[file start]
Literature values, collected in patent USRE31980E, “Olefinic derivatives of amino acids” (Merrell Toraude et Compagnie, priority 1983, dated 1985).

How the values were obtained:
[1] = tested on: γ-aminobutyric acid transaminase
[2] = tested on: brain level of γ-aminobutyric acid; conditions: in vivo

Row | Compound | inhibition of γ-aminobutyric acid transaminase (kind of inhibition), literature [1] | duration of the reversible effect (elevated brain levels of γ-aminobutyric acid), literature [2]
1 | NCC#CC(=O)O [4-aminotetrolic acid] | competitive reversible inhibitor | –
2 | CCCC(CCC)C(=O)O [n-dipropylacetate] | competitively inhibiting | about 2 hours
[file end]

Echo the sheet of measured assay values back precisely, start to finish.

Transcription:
Literature values, collected in patent USRE31980E, “Olefinic derivatives of amino acids” (Merrell Toraude et Compagnie, priority 1983, dated 1985).

How the values were obtained:
[1] = tested on: γ-aminobutyric acid transaminase
[2] = tested on: brain level of γ-aminobutyric acid; conditions: in vivo

Row | Compound | inhibition of γ-aminobutyric acid transaminase (kind of inhibition), literature [1] | duration of the reversible effect (elevated brain levels of γ-aminobutyric acid), literature [2]
1 | NCC#CC(=O)O [4-aminotetrolic acid] | competitive reversible inhibitor | –
2 | CCCC(CCC)C(=O)O [n-dipropylacetate] | competitively inhibiting | about 2 hours